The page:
volume in which B is non-zero).

[
U = uV = (8.06 × 106 J/m3) (0.260 m)π (0.0310 m)2 = 6.32 kJ ]

252 Chapter 32 Solutions

N 2A (68.0)2 π (0.600 × 10 −2 )2
32.33 L = µ0 = µ0 = 8.21 µ H
l 0.0800

## U = 21 LI 2 = 21 (8.21 × 10 −6 H)(0.770 A)2 = 2.44 µJ

U = 2 LI 2 = 2 L ε
1 1  
2 2 (0.800)(500)2
32.34 (a) = = = 27.8 J
 2R  8R 2 8(30.0)2

ε ε ε
(b) I=
 R [
1 − e −(R/L)t ] so
2R
=
 R [ ]
1 − e −(R/L)t → e −(R/L)t =
1
2

R L 0.800
t = ln 2 so t= ln 2 = ln 2 = 18.5 ms
L R 30.0

E2 B2
u = ε0 3
u = 2µ = 995 µ J/m3
2 = 44.2 nJ/m
32.35
0

1 1
*32.36 (a) U = 2 LI 2 = 2 (4.00 H)(0.500 A) 2 = 0.500 J

dU
(b) = LI = (4.00 H)(1.00 A) = 4.00 J/s = 4.00 W
dt

)
R

## (a) The maximum current, after a long time t , is I= ε = 2.00 A.

R

At that time, the inductor is fully energized and P = I(∆V) = (2.00 A)(10.0 V) = 20.0 W

## LI 2 (10.0 H)(2.00 A)2

(d) U= = = 20.0 J
2 2
Chapter 32 Solutions 253

E2 B2
32.38 We have u = e0 and u=
2 2µ 0

E2 B2
Therefore e0 = so B2 = e0µ 0E 2
2 2µ 0

6.80 × 10 5 V / m
B = E e0µ 0 = = 2.27 × 10– 3 T
3.00 × 108 m / s

B2
32.39 The total magnetic energy is the volume integral of the energy density, u =
2µ 0

 B 2  R 4
Because B changes with position, u is not constant. For B = B0 ( R / r ) ,
2
u= 0 
 2µ 0   r 

Next, we set up an expression for the magnetic energy in a spherical shell of radius r and
thickness dr. Such a shell has a volume 4π r 2 dr, so the energy stored in it is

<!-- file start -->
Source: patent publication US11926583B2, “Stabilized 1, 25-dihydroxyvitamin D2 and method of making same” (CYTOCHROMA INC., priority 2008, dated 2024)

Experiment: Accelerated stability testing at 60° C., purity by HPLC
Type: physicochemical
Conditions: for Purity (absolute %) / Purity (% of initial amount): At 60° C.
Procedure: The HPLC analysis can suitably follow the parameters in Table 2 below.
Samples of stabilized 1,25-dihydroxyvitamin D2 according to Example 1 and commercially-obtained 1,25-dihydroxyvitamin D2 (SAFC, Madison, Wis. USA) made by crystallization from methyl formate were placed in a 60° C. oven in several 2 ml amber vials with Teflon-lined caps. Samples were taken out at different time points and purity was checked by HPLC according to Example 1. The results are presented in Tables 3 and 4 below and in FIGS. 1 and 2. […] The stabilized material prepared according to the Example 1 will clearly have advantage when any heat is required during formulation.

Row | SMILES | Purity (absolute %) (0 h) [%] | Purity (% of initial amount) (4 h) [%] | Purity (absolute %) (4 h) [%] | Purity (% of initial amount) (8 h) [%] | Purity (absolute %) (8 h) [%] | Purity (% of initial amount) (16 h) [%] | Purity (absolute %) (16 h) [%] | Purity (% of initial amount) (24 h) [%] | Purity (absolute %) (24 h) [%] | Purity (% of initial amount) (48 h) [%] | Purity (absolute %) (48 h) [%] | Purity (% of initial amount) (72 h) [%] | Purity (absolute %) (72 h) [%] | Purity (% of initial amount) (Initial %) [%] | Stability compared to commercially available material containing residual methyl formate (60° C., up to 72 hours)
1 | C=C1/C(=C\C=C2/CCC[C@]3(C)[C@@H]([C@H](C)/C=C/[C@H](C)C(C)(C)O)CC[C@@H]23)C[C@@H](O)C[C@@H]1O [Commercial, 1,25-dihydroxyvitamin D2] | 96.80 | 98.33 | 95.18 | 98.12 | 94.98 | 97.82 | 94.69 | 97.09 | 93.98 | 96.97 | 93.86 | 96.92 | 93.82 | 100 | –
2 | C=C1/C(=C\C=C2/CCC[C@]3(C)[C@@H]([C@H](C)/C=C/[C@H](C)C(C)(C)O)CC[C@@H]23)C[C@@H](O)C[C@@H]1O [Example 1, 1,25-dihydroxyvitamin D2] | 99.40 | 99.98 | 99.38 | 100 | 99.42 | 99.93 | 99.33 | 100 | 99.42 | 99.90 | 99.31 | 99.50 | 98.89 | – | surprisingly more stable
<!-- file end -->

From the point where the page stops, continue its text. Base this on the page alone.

 2 πB0 2 R 4  dr
(
dU = u 4 π r 2 dr = 

) µ 0  r 2

We integrate this expression for r = R to r = ∞ to obtain the total magnetic energy outside the
sphere. This gives

2
2π B 0 R 3 2π (5.00 × 10–5 T)2(6.00 × 106 m)3
U= = = 2.70 × 1018 J
µ0 (1.26 × 10– 6 T · m/A)

32.40 I1(t) = I max e − α t sin ω t with I max = 5.00 A, α = 0.0250 s −1 , and ω = 377 rad s .

## = I max e − α t ( −α sin ω t + ω cos ω t )

dI1
dt

At t = 0.800 s ,
dI1
dt
[
= ( 5.00 A s)e − 0.0200 − (0.0250) sin(0.800( 377 )) + 377 cos(0.800( 377 )) ]
dI1
= 1.85 × 10 3 A s
dt

− ε2 + 3.20 V
Thus, ε 2 = −M dI1 : M= = = 1.73 mH
dt dI1 dt 1.85 × 10 3 A s

254 Chapter 32 Solutions

## 32.41 ε 2 = −M dI1 = −(1.00 × 10− 4 H)(1.00 × 10 4 A / s) cos(1000t)

dt

(ε 2 )max = 1.00 V

32.42 M=
ε2 =
96.0 mV
= 80.0 mH
dI1 dt 1.20 A / s

N BΦ BA 700(90.0 × 10 − 6 )
32.43 (a) M= = = 18.0 mH
IA 3.50

Φ A 400(300 × 10 − 6 )
(b) LA = = = 34.3 mH
IA 3.50

## (c) ε B = −M dI A = −(18.0 mH)(0.500 A / s) = – 9.00 mV

dt

32.44 M= = =
[
N 2 Φ12 N 2 (B1A1 ) N 2 (µ 0n1I1 )A 1 ]
= N 2 µ 0n1A 1
I1 I1 I1

( ) 0.0500
70.0  
π ( 5.00 × 10 )
m  = 138 nH
2
M = (1.00) 4 π × 10 −7 T ⋅ m A −3
m   

µ 0 I1
32.45 B at center of (larger) loop: B1 =
2R

Φ 2 B1A 2 (µ 0 I1 / 2R)( π r 2 ) µ0 π r 2
(a) M= = = =
I1 I1 I1 2R

µ 0 π (0.0200)2
(b) M= = 3.95 nH
2(0.200)
Chapter 32 Solutions 255

*32.46 Assume the long wire carries current I. Then the magnitude of the magnetic field it
generates at distance x from the wire is B = µ 0 I 2 π x, and this field passes perpendicularly
through the plane of the loop. The flux through the loop is

µ 0 I l 1.70 mm dx µ Il  1.70 
Φ B = ∫ B ⋅ dA = ∫ B dA = ∫ B (ldx ) =
2 π ∫0.400 mm x
= 0 ln
2π  0.400 

The mutual inductance between the wire and the loop is then

## N 2 Φ12 N 2 µ 0 I l  1.70  N 2 µ 0 l 1(4 π × 10 −7 T ⋅ m A)(2.70 × 10 −3 m)

M= = ln
 0.400 
= (1.45) = (1.45)
I1 2π I 2π 2π

## 32.47 With I = I1 + I 2 , the voltage across the pair is:

dI1 dI dI dI dI
∆V = − L 1 − M 2 = − L 2 2 − M 1 = − L eq